A Tad Windy

Where Next?
Bob Williams
Sun 2 Jun 2013 09:02
18.00 Position: 34 52.3 S 151 01.7 E
Course: North Speed: 4 knot5s
Wind: South sou' west F8 Gale
Seas: Rough Swell: South 4 meters
Weather: partly cloudy
Day's run 148 nm (27.5 hours)

It has been a little windier than I had hoped. I left Eden with a strong wind warning, that is winds up to 30 knots, but since leaving it has turned into a full blown gale. I do not blame the weather forecaster. It is my own fault. I knew gale force winds were expected up the coast but I was thinking that I would be able to remain south of these gale force winds. As we made our way north the various coastal radio stations put out their forecasts and they have proven spot on, unfortunately. It was windy overnight, but only up to about 25 knots, which we managed comfortably under a triple reefed main and number three jib. Early this afternoon it really started to pipe up, and the seas along with it. To make matters worse the winds are undoubtedly pushing against the East Coast current, which cause them to be steeper than usual. We have had some real doozies.

As a consequence I have had a few dramas. This morning I reduced sail down to the number three jib, about half furled. We have had big breaking seas collapse over the boat, filling the cockpit several times. I do not think I have seen the cockpit so full of water before. I stood knee deep in the water watching it swirl around, wondering how long it would take Sylph to drain it off. I was pleased it did not take very long and it did not seem to weigh her down too much, which has been a bit of a concern of mine, as Sylph has quite a large cockpit and a slender stern, so less reserve of buoyancy down aft than I would ideally like. To this end I have reduced the volume of the cockpit over the years, but will do something a bit more permanent in the coming months.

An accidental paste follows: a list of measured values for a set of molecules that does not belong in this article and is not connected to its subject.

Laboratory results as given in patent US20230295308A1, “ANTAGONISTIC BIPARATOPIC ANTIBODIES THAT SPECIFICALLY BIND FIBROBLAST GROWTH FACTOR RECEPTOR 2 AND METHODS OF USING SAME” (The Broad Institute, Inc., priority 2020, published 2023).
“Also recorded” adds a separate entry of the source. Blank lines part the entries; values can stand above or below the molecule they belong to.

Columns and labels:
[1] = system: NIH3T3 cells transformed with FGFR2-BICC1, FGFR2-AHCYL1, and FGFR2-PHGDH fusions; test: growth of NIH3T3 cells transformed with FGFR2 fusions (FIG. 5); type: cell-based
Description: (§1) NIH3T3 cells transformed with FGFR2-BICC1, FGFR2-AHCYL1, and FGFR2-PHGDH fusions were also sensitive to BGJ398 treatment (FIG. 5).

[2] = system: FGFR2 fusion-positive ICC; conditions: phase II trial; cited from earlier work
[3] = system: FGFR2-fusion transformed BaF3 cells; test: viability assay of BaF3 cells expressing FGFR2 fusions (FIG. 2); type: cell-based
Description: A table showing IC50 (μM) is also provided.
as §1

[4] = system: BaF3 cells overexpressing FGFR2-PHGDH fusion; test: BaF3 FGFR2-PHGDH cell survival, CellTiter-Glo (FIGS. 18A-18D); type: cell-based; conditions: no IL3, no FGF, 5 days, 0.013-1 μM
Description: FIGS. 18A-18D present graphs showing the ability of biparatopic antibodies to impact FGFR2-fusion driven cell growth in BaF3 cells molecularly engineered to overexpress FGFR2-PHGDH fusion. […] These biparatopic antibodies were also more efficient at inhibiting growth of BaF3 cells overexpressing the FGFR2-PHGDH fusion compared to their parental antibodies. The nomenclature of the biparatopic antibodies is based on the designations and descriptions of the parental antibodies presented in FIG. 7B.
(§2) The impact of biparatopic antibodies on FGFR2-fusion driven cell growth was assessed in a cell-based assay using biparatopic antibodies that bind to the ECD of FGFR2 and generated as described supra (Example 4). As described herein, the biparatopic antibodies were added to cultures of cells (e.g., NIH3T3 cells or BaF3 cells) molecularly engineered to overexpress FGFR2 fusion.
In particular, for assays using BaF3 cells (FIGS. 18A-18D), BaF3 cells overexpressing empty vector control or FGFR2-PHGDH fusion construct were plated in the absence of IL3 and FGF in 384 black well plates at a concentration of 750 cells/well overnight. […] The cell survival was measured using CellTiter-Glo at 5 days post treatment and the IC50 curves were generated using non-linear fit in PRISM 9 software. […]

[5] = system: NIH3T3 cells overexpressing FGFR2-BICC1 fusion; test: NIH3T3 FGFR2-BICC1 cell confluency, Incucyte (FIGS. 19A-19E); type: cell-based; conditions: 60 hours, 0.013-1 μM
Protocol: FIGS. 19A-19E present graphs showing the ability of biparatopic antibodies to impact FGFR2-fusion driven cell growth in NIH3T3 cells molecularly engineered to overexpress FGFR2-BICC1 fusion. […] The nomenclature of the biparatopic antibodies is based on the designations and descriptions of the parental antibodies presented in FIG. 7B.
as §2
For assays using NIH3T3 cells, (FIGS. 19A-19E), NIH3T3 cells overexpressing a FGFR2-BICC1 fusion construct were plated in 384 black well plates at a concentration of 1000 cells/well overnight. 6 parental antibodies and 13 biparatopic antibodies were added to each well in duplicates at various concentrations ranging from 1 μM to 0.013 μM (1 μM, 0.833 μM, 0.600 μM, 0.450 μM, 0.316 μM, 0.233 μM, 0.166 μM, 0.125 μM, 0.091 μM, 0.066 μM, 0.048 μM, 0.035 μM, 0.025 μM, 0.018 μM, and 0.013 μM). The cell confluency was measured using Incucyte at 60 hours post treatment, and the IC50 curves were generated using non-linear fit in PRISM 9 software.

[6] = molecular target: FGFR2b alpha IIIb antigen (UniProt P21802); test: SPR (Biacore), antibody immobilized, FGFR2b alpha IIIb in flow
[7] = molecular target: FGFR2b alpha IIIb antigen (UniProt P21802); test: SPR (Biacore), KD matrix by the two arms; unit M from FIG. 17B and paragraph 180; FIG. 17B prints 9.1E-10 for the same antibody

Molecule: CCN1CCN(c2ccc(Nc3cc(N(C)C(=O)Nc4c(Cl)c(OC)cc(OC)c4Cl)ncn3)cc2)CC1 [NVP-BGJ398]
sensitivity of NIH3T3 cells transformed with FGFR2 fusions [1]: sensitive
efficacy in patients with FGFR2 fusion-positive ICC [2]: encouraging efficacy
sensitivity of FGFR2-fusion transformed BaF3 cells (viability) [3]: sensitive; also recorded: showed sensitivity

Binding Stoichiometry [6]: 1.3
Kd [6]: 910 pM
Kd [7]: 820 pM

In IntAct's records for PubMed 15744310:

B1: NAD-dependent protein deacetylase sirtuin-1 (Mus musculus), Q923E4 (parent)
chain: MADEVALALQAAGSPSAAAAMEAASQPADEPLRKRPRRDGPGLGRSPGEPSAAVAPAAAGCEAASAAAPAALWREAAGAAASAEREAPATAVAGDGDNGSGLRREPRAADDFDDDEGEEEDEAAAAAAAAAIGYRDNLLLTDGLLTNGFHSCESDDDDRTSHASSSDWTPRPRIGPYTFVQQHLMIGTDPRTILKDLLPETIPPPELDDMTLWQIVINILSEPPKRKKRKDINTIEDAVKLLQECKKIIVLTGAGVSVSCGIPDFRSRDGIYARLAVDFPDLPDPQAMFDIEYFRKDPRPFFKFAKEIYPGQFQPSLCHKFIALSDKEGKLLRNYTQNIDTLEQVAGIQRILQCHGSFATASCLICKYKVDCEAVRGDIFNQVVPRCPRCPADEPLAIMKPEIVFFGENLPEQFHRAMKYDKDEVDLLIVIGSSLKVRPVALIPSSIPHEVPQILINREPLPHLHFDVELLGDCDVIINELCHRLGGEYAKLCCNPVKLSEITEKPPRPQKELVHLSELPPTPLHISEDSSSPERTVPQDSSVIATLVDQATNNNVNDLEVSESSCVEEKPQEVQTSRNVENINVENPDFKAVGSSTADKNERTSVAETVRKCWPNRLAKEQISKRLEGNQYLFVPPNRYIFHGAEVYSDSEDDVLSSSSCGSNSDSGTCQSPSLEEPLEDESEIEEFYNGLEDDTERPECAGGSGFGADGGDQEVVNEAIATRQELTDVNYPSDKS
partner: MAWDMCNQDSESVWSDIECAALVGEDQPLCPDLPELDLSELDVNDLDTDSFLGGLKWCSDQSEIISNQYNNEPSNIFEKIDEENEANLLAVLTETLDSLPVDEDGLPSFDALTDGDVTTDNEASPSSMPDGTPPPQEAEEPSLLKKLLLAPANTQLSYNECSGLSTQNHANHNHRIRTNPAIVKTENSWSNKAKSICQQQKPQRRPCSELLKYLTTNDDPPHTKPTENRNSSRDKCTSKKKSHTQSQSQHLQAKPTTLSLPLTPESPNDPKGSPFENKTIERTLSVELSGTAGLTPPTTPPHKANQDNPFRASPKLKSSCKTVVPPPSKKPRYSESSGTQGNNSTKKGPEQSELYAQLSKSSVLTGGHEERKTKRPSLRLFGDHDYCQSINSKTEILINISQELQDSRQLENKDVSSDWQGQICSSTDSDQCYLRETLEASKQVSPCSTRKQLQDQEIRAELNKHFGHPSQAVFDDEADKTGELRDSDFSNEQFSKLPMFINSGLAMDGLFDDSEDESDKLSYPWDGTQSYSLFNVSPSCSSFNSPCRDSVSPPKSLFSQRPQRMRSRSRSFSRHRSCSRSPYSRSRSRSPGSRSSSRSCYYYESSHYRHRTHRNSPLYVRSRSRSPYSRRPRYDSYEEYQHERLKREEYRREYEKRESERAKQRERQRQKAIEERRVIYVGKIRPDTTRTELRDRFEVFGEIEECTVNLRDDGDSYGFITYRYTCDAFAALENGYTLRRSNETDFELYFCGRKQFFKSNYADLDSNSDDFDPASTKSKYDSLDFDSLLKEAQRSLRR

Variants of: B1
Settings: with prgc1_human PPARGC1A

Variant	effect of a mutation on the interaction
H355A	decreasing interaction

The next drama occurred when I was standing in the companionway watching the wind vane at work. In the heavy conditions it is under an enormous load and I noticed that there was a little bit of movement in it that should not have been there. I donned foul weather gear and looked over the stern. Bother, the struts were loose. I grabbed a spanner to tighten them and laid prone on the aft deck leaning over the stern. Of course I got rather wet, but there was not much else I could do. I consoled myself that Francis Chickchester had a much worse time with his wind vane on Gypsy Moth IV when he sailed around the world. As I tried to tighten the struts I noticed that in fact a bolt was missing from a bracket on the transom, Oh dear, not good. Not much for it though, I had to fix it. I found a suitable bolt and after a good hour or so had it all pretty much back the way it should be. Hopefully it will not have any more trouble until Sydney. I shall make sure it gets a good overhaul before heading offshore again.

With the strong winds and heavy seas the wind vane is working overtime, so having fixed the wind vane as best I could, this afternoon I decided to give the series drogue a go. I have never used this before. I reckon in all my previous sailing there has only been one occasion when it might have been of assistance. Anyway, I won't go into details of how it works, suffice to say it slows the boat down and helps keep her stern into the waves, make it less likely that she will broach, and in theory relieving some of the load on the wind vane. So far it seems to be helping, we haven't had any heavy seas break over the stern for quite a while now, but I do not want to put the mockers on things. (Everyone touch a piece of wood as you read this - not that I am superstitious at all, but it can't hurt.)

At our current rate of progress we should be off Sydney heads tomorrow morning. Conditions are expected to abate a little, but the wind will will still be up to thirty knots or so, so getting into Sydney might be a bit of a challenge. Getting the drogue back inboard is going to be a challenge. But I will worry about that tomorrow.

All is well, so far.